The knuckles on my daughter’s hands boast caked blood that make her look like the winner of a back alley prize fight. Her dry flesh spreads itself as far as it can, creating hills of pink rashes that stay in place even when the blood is washed away. My husband and I work like doctors rubbing on coconut oil, tending to the white flecks of skin hanging on like butterflies before departure.
“Pink looks healthier than the bright red,” I say, trying to sound optimistic as we finish applying the last layer.
My daughter runs off to play, hands greased and movable. In her absence my husband asks “How did this happen?”
“I told her to wash her hands.”
We both know I told her more than that. I told her to wash her hands before she ate or after she used paint; to be careful in cross-contaminated environments and to not let other people touch her food; to keep her hands out of her mouth at all times. I told her more than she could handle; her torn and broken hands are proof of that.
Yet not telling her would have been its own form of abuse. People with Celiac disease do have to avoid every crumb, beauty product, and modeling clay that has gluten, a substance found in wheat, barley, and rye. It’s a way of life, one my seven-year-old daughter started learning about early since she was diagnosed at the age of two. Teaching her to stay safe meant teaching her protocol, and I took on that job like a drill sergeant with a doe-eyed new recruit. She was molded and drilled, reminded and reprimanded, her training so intense it seemed her life depended on it because it did.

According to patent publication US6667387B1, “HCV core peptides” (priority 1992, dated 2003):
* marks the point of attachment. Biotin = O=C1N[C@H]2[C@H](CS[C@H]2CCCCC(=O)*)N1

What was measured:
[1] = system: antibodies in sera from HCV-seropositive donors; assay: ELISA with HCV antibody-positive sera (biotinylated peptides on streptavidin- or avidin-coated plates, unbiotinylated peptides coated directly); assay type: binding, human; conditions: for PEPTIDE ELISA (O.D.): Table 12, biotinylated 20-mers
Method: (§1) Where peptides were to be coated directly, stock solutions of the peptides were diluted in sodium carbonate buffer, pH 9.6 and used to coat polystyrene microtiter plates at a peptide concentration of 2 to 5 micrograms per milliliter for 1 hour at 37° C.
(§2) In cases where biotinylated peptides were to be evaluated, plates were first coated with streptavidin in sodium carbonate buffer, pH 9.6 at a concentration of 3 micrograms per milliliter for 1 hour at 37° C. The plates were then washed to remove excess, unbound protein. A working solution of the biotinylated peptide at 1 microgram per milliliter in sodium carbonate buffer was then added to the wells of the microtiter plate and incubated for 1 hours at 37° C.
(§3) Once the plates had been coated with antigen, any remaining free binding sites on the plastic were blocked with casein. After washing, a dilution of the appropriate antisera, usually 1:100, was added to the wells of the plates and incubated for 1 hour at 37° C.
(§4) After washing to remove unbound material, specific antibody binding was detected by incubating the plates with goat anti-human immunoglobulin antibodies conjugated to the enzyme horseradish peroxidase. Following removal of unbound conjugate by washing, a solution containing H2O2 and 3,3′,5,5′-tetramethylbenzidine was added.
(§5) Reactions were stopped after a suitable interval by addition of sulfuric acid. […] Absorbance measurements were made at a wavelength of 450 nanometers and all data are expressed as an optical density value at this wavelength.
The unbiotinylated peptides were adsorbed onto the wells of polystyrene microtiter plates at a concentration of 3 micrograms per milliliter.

When the anxiety and obsessive compulsive behavior started years after her diagnosis, I was surprised. Research revealed a cause fairly quickly. The National Foundation for Celiac Awareness found that kids with Celiac who had to follow a gluten-free diet were more prone to deal with anxiety and depression. The constant need for attention to detail concerning cross-contamination also caused a risk of phobias and OCD related to cleaning surfaces and utensils before eating a meal.
My daughter took it one step further. She obsessed about cleaning her hands, hands that might touch her food, by rubbing off her own flesh through repeated washing in an attempt to keep herself unharmed. The irony, it isn’t lost on any of us.
“Every child suffers anxiety when they lose something,” I tell my husband as we discuss the situation before bed. The day, full of tears and bleeding knuckles, has left us shaken. “She lost certain foods, but more than that she lost the idea that eating is safe.”
“She also has the responsibility of dealing with this for the rest of her life,” my husband adds.
“True. But maybe dealing with this mental shift will prepare her for the future. I mean, kids lose safe places throughout their lives. They learn about stranger danger and war. Parents divorce, grandpa dies.”
“It just seems like the Celiac ripped the carpet out from under our girl too soon. Our house is the only place she doesn’t encounter gluten, and somehow she doesn’t even trust that it’s safe here anymore,” my husband adds.